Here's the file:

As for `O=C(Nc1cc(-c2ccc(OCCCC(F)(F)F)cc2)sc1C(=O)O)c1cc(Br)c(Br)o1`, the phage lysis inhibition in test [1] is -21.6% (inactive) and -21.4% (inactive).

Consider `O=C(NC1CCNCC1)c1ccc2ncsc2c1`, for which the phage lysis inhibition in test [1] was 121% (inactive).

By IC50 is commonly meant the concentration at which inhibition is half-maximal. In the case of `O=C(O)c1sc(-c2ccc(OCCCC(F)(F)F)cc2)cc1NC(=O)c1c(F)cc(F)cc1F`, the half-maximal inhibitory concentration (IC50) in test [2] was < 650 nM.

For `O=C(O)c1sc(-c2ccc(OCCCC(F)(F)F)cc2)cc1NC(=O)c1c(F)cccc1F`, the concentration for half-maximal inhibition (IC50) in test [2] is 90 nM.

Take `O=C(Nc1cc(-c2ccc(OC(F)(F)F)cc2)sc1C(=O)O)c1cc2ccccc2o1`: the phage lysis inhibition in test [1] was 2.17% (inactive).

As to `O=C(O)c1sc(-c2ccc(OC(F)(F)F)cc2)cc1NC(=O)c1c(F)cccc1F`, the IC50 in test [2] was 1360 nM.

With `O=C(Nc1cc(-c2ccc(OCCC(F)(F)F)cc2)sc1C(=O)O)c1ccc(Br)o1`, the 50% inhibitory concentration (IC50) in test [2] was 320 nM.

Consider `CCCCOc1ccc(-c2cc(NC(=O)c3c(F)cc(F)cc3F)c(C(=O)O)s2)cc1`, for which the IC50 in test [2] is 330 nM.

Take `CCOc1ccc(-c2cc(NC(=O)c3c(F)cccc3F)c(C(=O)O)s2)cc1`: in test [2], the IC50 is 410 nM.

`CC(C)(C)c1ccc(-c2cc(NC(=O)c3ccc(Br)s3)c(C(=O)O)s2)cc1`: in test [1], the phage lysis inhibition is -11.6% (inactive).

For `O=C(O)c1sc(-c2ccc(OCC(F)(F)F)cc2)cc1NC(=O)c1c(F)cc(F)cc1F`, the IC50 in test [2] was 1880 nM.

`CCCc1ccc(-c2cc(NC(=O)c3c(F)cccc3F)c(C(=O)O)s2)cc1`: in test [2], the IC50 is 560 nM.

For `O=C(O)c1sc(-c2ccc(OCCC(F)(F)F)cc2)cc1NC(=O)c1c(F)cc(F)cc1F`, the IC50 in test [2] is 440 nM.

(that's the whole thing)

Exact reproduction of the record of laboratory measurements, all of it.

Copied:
As for `O=C(Nc1cc(-c2ccc(OCCCC(F)(F)F)cc2)sc1C(=O)O)c1cc(Br)c(Br)o1`, the phage lysis inhibition in test [1] is -21.6% (inactive) and -21.4% (inactive).

Consider `O=C(NC1CCNCC1)c1ccc2ncsc2c1`, for which the phage lysis inhibition in test [1] was 121% (inactive).

By IC50 is commonly meant the concentration at which inhibition is half-maximal. In the case of `O=C(O)c1sc(-c2ccc(OCCCC(F)(F)F)cc2)cc1NC(=O)c1c(F)cc(F)cc1F`, the half-maximal inhibitory concentration (IC50) in test [2] was < 650 nM.

For `O=C(O)c1sc(-c2ccc(OCCCC(F)(F)F)cc2)cc1NC(=O)c1c(F)cccc1F`, the concentration for half-maximal inhibition (IC50) in test [2] is 90 nM.

Take `O=C(Nc1cc(-c2ccc(OC(F)(F)F)cc2)sc1C(=O)O)c1cc2ccccc2o1`: the phage lysis inhibition in test [1] was 2.17% (inactive).

As to `O=C(O)c1sc(-c2ccc(OC(F)(F)F)cc2)cc1NC(=O)c1c(F)cccc1F`, the IC50 in test [2] was 1360 nM.

With `O=C(Nc1cc(-c2ccc(OCCC(F)(F)F)cc2)sc1C(=O)O)c1ccc(Br)o1`, the 50% inhibitory concentration (IC50) in test [2] was 320 nM.

Consider `CCCCOc1ccc(-c2cc(NC(=O)c3c(F)cc(F)cc3F)c(C(=O)O)s2)cc1`, for which the IC50 in test [2] is 330 nM.

Take `CCOc1ccc(-c2cc(NC(=O)c3c(F)cccc3F)c(C(=O)O)s2)cc1`: in test [2], the IC50 is 410 nM.

`CC(C)(C)c1ccc(-c2cc(NC(=O)c3ccc(Br)s3)c(C(=O)O)s2)cc1`: in test [1], the phage lysis inhibition is -11.6% (inactive).

For `O=C(O)c1sc(-c2ccc(OCC(F)(F)F)cc2)cc1NC(=O)c1c(F)cc(F)cc1F`, the IC50 in test [2] was 1880 nM.

`CCCc1ccc(-c2cc(NC(=O)c3c(F)cccc3F)c(C(=O)O)s2)cc1`: in test [2], the IC50 is 560 nM.

For `O=C(O)c1sc(-c2ccc(OCCC(F)(F)F)cc2)cc1NC(=O)c1c(F)cc(F)cc1F`, the IC50 in test [2] is 440 nM.